Somalia to hold presidential election on May 15

Presidential elections will be held in Somalia on May 15, state TV announced on Thursday, broadcasting a statement from a parliamentary committee tasked with conducting long-delayed elections in the fragile Horn of Africa nation.

The election, held more than a year ahead of schedule, is marred by deadly violence as well as a power struggle between President Mohamed Abdullahi Mohamed, better known as Pharmajo, and Prime Minister Mohamed Hussein Robal.

Somalia’s international partners are pushing to speed up the process, fearing delays in efforts to tackle complex problems, including the fight against al-Shabaab jihadists and the threat of famine.

Parliament Election Committee member Mohamed Ibrahim Moalimu said in a Facebook post on Thursday: “Keeping in mind the current circumstances of the country, members have recognized May 15 as the day of the presidential election.”

A three-year $400 million (380 million euro) aid package from the International Monetary Fund (IMF) will automatically expire by mid-May if there is no new administration by then, a move that will sink the country. deep danger.

After Farmajo’s term ended without a fresh vote in February 2021, he attempted to extend his rule by decree, triggering violent street fighting in Mogadishu as rival factions clashed.

After international pressure, he appointed Roble to seek consensus on the way forward.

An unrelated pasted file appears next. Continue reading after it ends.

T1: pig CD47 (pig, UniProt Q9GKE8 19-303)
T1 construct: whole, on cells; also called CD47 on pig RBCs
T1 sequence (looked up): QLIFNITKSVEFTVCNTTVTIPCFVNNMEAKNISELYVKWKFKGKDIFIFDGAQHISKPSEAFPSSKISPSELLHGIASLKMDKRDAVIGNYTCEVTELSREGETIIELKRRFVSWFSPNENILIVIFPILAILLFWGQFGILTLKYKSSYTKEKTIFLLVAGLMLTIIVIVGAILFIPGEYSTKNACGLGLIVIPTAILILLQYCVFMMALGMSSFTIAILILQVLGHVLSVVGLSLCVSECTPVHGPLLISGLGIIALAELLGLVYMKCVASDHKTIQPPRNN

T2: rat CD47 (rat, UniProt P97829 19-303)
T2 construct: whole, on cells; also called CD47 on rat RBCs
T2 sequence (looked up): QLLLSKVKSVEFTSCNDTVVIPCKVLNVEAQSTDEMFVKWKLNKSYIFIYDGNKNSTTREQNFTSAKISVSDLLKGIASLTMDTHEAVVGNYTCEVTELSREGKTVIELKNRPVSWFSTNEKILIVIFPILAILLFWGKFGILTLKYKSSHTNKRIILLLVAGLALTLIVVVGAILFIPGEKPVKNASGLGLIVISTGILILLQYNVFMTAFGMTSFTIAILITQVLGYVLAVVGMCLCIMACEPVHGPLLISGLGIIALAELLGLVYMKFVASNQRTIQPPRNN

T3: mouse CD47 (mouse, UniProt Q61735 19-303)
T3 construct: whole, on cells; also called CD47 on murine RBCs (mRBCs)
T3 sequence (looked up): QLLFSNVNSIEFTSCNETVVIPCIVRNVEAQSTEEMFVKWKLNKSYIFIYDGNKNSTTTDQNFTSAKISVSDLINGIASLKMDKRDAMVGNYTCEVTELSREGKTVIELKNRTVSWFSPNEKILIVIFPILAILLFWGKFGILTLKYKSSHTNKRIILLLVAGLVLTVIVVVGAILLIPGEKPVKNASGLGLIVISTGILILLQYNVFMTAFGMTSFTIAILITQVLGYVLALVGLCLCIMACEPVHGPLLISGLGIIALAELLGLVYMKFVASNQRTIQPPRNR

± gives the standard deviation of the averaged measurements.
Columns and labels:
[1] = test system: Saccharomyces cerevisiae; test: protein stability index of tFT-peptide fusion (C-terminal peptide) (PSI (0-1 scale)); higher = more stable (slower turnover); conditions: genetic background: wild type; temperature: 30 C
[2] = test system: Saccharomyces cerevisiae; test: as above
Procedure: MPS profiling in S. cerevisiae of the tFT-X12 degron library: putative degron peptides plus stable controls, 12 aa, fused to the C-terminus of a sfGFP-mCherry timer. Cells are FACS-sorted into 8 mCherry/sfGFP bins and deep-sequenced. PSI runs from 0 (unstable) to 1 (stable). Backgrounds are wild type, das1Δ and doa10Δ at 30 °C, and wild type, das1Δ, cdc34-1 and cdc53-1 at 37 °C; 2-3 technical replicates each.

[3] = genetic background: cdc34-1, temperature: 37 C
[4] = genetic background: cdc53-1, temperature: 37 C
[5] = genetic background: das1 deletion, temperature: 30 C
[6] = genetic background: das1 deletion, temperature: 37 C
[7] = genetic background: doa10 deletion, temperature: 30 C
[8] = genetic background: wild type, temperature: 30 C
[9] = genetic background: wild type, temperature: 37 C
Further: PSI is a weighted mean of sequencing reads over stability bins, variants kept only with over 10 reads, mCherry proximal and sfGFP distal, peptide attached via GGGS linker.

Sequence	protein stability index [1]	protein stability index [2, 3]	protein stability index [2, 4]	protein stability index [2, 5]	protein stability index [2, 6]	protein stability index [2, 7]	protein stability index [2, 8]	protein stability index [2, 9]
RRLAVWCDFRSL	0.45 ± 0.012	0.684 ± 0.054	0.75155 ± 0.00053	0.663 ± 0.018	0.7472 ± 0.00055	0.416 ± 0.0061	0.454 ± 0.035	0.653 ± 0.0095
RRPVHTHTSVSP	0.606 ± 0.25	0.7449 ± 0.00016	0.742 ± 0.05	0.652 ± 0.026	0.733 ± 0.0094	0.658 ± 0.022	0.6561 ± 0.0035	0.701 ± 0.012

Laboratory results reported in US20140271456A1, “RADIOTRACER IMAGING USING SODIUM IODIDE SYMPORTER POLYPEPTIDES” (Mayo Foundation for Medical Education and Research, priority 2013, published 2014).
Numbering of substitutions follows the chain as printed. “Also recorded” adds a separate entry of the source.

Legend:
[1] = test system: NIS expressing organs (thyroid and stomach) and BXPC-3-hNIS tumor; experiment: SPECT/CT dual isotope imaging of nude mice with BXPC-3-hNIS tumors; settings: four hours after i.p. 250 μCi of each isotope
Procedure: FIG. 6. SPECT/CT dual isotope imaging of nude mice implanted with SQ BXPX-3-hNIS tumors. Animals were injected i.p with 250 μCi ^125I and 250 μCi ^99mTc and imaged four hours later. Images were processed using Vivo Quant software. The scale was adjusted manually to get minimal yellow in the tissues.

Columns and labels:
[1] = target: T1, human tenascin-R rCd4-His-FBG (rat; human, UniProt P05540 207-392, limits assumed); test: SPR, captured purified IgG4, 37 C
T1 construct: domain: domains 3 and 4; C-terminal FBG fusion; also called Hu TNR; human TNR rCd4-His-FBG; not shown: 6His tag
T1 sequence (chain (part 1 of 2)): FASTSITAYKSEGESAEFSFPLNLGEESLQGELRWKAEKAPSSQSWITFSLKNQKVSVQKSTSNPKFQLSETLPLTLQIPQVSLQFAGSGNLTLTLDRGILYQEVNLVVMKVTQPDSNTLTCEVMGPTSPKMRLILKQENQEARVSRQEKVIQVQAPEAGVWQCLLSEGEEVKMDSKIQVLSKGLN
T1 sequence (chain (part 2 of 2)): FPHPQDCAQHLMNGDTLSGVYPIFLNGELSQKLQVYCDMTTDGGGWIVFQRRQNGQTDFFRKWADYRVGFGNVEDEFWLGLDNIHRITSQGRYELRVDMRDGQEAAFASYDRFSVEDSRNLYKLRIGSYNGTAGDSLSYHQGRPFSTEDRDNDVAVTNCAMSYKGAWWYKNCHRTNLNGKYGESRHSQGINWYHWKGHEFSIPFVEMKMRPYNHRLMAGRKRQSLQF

But the process has progressed painfully, raising fears of further instability.

In addition to the tussle between Pharmazo and Roble, the central government is also embroiled in disputes with some states, which have slowed down the voting process.

deadly attack
Al-Qaeda-linked al-Shabaab, which has been fighting the government for more than a decade, has carried out repeated attacks in recent months, including a suicide bombing in March that killed two local lawmakers Was.

According to Burundi’s military, 10 Burundi peacekeepers were killed in an attack on an African Union (AU) base on Tuesday. It was the deadliest attack on AU forces in the country since 2015.

As the militants intensify their attacks, the rift between Firmazo and Robal continues to widen, with last week’s election of the speaker of the lower house delayed over disputes over who should provide security at the polling place.

Meanwhile, the country grapples with a severe drought that threatens to push millions of people into famine, with young children facing the greatest risk.

Thursday’s announcement “will come as a huge relief to most Somalis and their international partners, as it signals the end of an election cycle that has been dragged on for too long and deviates from other priorities,” said Omar Mahmoud. Said, an analyst at the International Crisis Group (ICG) think tank.

“The rapid pace of development over the past few weeks clearly points to the momentum and the desire to reconcile it all,” Mahmoud told AFP.

One person, one vote has not been elected in Somalia in 50 years. Elections follow a complex indirect model, whereby the state legislature and clan representatives elect MPs to the national parliament, who in turn choose the president.

Al-Shabaab jihadists controlled Mogadishu until 2011, when they were ousted by AU forces, but still occupy rural areas.

Terrorists regularly attack civilian, military and government targets in Somalia’s capital and elsewhere in the country.

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